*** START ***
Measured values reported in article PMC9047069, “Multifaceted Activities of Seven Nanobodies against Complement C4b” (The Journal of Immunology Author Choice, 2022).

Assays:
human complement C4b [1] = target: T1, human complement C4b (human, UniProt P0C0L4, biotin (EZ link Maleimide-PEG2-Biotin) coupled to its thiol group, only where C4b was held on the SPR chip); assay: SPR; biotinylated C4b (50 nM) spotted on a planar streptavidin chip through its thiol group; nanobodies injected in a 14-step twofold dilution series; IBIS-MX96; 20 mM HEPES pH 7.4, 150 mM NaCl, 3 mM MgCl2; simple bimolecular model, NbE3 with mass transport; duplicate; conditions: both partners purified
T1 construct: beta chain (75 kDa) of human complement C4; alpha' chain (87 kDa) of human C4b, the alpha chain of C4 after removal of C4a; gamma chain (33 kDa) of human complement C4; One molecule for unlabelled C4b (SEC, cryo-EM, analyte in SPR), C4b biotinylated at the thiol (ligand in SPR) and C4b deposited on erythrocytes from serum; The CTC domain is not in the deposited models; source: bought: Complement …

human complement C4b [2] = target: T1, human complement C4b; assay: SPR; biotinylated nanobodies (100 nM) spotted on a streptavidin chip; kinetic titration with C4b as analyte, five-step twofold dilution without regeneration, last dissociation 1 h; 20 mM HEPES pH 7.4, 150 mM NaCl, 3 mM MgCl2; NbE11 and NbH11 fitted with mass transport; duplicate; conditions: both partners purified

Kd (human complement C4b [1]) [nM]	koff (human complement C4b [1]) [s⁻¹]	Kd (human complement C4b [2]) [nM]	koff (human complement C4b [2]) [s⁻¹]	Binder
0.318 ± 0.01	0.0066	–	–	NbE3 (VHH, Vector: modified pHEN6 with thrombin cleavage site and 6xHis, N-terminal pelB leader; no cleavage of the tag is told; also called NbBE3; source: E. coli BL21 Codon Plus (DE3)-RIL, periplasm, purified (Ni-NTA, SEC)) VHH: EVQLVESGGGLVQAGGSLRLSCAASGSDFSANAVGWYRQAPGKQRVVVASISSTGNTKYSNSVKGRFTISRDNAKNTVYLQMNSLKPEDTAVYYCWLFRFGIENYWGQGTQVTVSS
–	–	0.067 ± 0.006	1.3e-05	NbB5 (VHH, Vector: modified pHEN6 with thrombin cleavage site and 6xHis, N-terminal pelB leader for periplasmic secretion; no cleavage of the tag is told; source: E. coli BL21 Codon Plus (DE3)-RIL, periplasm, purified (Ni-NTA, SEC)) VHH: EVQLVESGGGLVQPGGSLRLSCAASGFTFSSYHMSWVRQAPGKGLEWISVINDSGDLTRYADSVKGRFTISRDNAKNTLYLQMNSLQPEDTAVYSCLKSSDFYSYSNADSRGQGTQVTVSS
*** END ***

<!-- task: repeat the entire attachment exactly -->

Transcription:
Measured values reported in article PMC9047069, “Multifaceted Activities of Seven Nanobodies against Complement C4b” (The Journal of Immunology Author Choice, 2022).

Assays:
human complement C4b [1] = target: T1, human complement C4b (human, UniProt P0C0L4, biotin (EZ link Maleimide-PEG2-Biotin) coupled to its thiol group, only where C4b was held on the SPR chip); assay: SPR; biotinylated C4b (50 nM) spotted on a planar streptavidin chip through its thiol group; nanobodies injected in a 14-step twofold dilution series; IBIS-MX96; 20 mM HEPES pH 7.4, 150 mM NaCl, 3 mM MgCl2; simple bimolecular model, NbE3 with mass transport; duplicate; conditions: both partners purified
T1 construct: beta chain (75 kDa) of human complement C4; alpha' chain (87 kDa) of human C4b, the alpha chain of C4 after removal of C4a; gamma chain (33 kDa) of human complement C4; One molecule for unlabelled C4b (SEC, cryo-EM, analyte in SPR), C4b biotinylated at the thiol (ligand in SPR) and C4b deposited on erythrocytes from serum; The CTC domain is not in the deposited models; source: bought: Complement …

human complement C4b [2] = target: T1, human complement C4b; assay: SPR; biotinylated nanobodies (100 nM) spotted on a streptavidin chip; kinetic titration with C4b as analyte, five-step twofold dilution without regeneration, last dissociation 1 h; 20 mM HEPES pH 7.4, 150 mM NaCl, 3 mM MgCl2; NbE11 and NbH11 fitted with mass transport; duplicate; conditions: both partners purified

Kd (human complement C4b [1]) [nM]	koff (human complement C4b [1]) [s⁻¹]	Kd (human complement C4b [2]) [nM]	koff (human complement C4b [2]) [s⁻¹]	Binder
0.318 ± 0.01	0.0066	–	–	NbE3 (VHH, Vector: modified pHEN6 with thrombin cleavage site and 6xHis, N-terminal pelB leader; no cleavage of the tag is told; also called NbBE3; source: E. coli BL21 Codon Plus (DE3)-RIL, periplasm, purified (Ni-NTA, SEC)) VHH: EVQLVESGGGLVQAGGSLRLSCAASGSDFSANAVGWYRQAPGKQRVVVASISSTGNTKYSNSVKGRFTISRDNAKNTVYLQMNSLKPEDTAVYYCWLFRFGIENYWGQGTQVTVSS
–	–	0.067 ± 0.006	1.3e-05	NbB5 (VHH, Vector: modified pHEN6 with thrombin cleavage site and 6xHis, N-terminal pelB leader for periplasmic secretion; no cleavage of the tag is told; source: E. coli BL21 Codon Plus (DE3)-RIL, periplasm, purified (Ni-NTA, SEC)) VHH: EVQLVESGGGLVQPGGSLRLSCAASGFTFSSYHMSWVRQAPGKGLEWISVINDSGDLTRYADSVKGRFTISRDNAKNTLYLQMNSLQPEDTAVYSCLKSSDFYSYSNADSRGQGTQVTVSS